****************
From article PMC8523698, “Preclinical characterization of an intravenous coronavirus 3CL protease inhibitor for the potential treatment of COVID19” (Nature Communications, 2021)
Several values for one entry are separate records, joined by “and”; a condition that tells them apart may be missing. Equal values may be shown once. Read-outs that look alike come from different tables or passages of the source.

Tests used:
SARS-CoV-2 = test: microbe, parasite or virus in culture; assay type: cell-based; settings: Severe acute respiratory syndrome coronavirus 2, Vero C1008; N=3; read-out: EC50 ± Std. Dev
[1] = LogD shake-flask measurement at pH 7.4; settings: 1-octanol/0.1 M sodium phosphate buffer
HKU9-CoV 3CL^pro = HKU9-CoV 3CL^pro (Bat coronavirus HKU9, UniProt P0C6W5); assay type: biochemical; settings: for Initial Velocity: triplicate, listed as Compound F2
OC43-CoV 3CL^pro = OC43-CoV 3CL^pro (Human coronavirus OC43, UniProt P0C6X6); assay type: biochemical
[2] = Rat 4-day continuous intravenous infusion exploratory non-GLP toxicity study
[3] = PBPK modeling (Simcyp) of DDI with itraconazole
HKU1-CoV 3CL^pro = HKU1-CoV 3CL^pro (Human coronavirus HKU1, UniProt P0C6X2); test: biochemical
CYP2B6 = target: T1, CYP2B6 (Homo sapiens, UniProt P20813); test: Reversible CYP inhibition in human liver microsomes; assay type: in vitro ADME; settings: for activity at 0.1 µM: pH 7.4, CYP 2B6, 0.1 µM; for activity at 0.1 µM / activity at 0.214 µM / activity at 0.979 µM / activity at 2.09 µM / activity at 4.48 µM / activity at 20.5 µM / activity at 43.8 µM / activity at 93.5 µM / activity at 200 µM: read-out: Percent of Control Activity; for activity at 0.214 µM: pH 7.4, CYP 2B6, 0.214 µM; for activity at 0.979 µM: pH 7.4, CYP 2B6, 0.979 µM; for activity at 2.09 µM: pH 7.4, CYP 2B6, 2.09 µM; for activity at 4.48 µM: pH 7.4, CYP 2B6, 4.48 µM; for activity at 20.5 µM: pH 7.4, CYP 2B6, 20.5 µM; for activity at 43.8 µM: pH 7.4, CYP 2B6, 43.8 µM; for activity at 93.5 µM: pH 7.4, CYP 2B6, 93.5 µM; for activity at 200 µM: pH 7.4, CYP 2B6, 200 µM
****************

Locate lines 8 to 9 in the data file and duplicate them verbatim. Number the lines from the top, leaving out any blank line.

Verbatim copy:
[2] = Rat 4-day continuous intravenous infusion exploratory non-GLP toxicity study
[3] = PBPK modeling (Simcyp) of DDI with itraconazole